1. Have you ever hit rock bottom, had a tragedy, or a time you didn’t know how you could move forward? What was it like for you?                               
  2. How did you overcome it?         
  3. What lessons did you learn along the way?               
  4. How could you use the lessons you’ve learned to serve others?               
  5. Are there other people going through similar challenges?                          
  6. How can you support them? 
Step 3:  Recall a time in your life when you were faced with a challenge that you found a solution for.  Those kinds of solutions where you had a need and solved it, are the third type of dharma. 

There you are, you’ve overcome obstacles or a big challenge and now you are helping others do the same. You understand that there is no obstacle too big or too small that cannot be overcome. Examples:
  • A specific product you wish existed     
  • Wishing you had a certain type of community/support
  • Struggling with social anxiety               
  • Moving around often as a child and needing to make new friends
  • Needing a natural remedy         
  • Feeling disconnected fromto your body
Lastly, have you ever solved an issue for a family member or friend around you that would be a benefit to others?  Has there been someone in your life that had an obstacle that they overcome that you felt compelled to find a solution for? Maybe someone close had fallen ill and was suffering, so now you help others deal with the same. You don’t have to personally have gone through the issue to want to be part of the solution.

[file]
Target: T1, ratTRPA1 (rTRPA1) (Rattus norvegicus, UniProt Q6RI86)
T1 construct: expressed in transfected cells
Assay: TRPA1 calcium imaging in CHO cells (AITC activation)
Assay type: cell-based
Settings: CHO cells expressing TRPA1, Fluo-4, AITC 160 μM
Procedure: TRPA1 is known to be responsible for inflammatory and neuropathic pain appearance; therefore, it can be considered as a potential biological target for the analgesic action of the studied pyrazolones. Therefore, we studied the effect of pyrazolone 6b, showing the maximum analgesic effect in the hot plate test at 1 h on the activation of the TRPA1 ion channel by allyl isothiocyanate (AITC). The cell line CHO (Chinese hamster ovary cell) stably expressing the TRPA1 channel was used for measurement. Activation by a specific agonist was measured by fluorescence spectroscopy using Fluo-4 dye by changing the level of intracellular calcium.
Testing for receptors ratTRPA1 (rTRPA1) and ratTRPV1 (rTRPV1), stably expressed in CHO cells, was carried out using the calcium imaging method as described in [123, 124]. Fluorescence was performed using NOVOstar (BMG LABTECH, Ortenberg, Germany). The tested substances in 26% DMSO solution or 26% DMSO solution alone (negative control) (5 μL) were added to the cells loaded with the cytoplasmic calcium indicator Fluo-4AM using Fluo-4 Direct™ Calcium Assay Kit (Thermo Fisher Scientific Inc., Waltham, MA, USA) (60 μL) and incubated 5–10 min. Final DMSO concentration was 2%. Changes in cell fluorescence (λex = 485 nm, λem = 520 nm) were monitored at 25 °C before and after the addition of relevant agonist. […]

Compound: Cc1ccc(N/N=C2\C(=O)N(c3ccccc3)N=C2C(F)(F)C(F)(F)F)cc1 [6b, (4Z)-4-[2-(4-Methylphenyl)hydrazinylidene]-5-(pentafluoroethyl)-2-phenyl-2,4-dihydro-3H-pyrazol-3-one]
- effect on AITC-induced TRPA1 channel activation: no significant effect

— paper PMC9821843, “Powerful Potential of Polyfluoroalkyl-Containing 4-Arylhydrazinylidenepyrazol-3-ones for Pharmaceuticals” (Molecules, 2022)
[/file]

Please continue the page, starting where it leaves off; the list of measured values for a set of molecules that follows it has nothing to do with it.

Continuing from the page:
This is the fourth type of dharma:  People around you needed something, and you found a solution to help others overcome obstacles. 

  • Parents having an illness or challenge         
  • Helping friends with their health journey      
  • Supporting people around you with mental health              
  • Issue in your community                      
  • Environment, human rights, activism
Step 3 journal prompts:
  1. What are some obstacles you’ve had in your life that you’ve overcome? 
  2. What is a need you have right now for a product/solution/service?          
  3. What is your approach to overcoming this obstacle?           
  4. How can others benefit from this approach?             
  5. What ideas do you have for solving a common problem?                           
  6. If you were on Shark Tank, what would your idea be? 
  7. How do you believe your privileges have put you in a position to be of service to others?                    
  8. What obstacle are you passionate about solving?                           
  9. What topic are you interested in learning more about?       
  10. What are you called to study?                          
  11. What are you curious about? 
For me, my auto-immune/stress-relatedstress related illness helped me learn how to manage my energy better and woke me up to the fact that I was out of alignment with my values and purpose.  After I resigned from my corporate job, my auto-immune symptoms went away within three weeks. If you are curious about what your energy management score is or how you can manage your stress better take my Energy Management Quiz.  Or, if you are curious about learning more about your dharma type, please send me a message and let’s connect!